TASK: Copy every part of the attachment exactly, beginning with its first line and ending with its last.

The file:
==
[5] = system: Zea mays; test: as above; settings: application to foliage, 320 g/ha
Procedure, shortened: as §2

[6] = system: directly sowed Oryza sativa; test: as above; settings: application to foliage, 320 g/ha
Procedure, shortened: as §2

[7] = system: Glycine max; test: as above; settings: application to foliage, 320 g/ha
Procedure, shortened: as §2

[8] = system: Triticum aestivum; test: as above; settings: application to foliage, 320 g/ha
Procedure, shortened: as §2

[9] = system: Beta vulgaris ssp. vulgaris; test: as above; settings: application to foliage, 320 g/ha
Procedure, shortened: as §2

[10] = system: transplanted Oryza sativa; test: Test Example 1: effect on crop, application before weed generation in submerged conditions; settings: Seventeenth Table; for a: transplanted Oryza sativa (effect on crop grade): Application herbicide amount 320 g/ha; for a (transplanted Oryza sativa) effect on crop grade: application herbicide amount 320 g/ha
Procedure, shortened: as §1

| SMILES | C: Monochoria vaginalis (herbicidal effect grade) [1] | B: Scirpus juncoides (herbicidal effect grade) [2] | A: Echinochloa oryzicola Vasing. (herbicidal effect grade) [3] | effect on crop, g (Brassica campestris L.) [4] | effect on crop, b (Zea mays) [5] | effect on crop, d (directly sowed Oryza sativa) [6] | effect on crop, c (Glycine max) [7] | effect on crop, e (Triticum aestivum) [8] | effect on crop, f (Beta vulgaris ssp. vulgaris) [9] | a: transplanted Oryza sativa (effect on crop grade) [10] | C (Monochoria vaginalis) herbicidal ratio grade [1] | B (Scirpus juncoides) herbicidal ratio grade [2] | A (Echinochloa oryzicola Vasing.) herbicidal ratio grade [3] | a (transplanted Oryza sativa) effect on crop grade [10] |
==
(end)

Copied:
[5] = system: Zea mays; test: as above; settings: application to foliage, 320 g/ha
Procedure, shortened: as §2

[6] = system: directly sowed Oryza sativa; test: as above; settings: application to foliage, 320 g/ha
Procedure, shortened: as §2

[7] = system: Glycine max; test: as above; settings: application to foliage, 320 g/ha
Procedure, shortened: as §2

[8] = system: Triticum aestivum; test: as above; settings: application to foliage, 320 g/ha
Procedure, shortened: as §2

[9] = system: Beta vulgaris ssp. vulgaris; test: as above; settings: application to foliage, 320 g/ha
Procedure, shortened: as §2

[10] = system: transplanted Oryza sativa; test: Test Example 1: effect on crop, application before weed generation in submerged conditions; settings: Seventeenth Table; for a: transplanted Oryza sativa (effect on crop grade): Application herbicide amount 320 g/ha; for a (transplanted Oryza sativa) effect on crop grade: application herbicide amount 320 g/ha
Procedure, shortened: as §1

| SMILES | C: Monochoria vaginalis (herbicidal effect grade) [1] | B: Scirpus juncoides (herbicidal effect grade) [2] | A: Echinochloa oryzicola Vasing. (herbicidal effect grade) [3] | effect on crop, g (Brassica campestris L.) [4] | effect on crop, b (Zea mays) [5] | effect on crop, d (directly sowed Oryza sativa) [6] | effect on crop, c (Glycine max) [7] | effect on crop, e (Triticum aestivum) [8] | effect on crop, f (Beta vulgaris ssp. vulgaris) [9] | a: transplanted Oryza sativa (effect on crop grade) [10] | C (Monochoria vaginalis) herbicidal ratio grade [1] | B (Scirpus juncoides) herbicidal ratio grade [2] | A (Echinochloa oryzicola Vasing.) herbicidal ratio grade [3] | a (transplanted Oryza sativa) effect on crop grade [10] |